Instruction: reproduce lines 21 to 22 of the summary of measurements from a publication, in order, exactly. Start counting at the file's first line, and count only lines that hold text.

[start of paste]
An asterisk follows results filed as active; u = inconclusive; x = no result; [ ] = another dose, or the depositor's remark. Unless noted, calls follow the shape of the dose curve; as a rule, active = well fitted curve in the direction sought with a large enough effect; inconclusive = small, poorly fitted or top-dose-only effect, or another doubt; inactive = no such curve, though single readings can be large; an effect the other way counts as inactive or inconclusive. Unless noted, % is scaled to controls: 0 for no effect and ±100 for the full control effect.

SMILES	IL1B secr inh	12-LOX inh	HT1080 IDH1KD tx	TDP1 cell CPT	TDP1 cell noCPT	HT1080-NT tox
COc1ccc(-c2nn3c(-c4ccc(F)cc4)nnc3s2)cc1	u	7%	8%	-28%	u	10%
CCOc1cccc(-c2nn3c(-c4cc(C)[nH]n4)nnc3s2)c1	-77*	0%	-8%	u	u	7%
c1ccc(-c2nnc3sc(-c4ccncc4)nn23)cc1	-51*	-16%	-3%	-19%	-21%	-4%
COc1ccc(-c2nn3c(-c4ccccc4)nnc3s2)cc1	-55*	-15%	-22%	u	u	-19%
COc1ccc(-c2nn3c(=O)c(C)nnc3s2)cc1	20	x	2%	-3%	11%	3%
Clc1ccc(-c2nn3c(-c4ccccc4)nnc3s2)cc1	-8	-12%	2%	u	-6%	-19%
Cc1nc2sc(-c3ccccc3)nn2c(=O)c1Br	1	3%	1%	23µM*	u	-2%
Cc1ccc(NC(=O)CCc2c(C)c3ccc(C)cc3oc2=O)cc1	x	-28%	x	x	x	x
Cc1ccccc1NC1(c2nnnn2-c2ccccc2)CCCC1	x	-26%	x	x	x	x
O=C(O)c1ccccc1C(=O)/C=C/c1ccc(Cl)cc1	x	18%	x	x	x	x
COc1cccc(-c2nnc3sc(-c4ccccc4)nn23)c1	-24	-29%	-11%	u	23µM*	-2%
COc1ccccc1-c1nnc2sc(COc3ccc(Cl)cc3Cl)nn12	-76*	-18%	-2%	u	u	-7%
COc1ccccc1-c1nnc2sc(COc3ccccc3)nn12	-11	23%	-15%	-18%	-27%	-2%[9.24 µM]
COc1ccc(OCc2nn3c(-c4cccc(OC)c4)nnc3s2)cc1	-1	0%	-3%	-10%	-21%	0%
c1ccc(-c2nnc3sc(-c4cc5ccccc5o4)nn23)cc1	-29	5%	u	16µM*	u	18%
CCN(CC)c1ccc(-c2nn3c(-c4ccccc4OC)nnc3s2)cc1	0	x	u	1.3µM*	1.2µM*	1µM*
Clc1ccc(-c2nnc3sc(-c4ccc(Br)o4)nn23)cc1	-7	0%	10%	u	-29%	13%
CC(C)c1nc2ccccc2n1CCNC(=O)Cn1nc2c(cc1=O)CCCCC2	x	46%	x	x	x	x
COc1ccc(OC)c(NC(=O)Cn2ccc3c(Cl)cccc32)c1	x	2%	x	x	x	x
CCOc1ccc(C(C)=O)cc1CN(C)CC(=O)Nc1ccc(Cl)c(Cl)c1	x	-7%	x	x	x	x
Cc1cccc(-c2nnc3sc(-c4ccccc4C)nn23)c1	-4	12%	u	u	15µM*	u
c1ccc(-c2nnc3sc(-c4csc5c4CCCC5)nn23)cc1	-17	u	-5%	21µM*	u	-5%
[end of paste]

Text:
COc1ccc(OC)c(NC(=O)Cn2ccc3c(Cl)cccc32)c1	x	2%	x	x	x	x
CCOc1ccc(C(C)=O)cc1CN(C)CC(=O)Nc1ccc(Cl)c(Cl)c1	x	-7%	x	x	x	x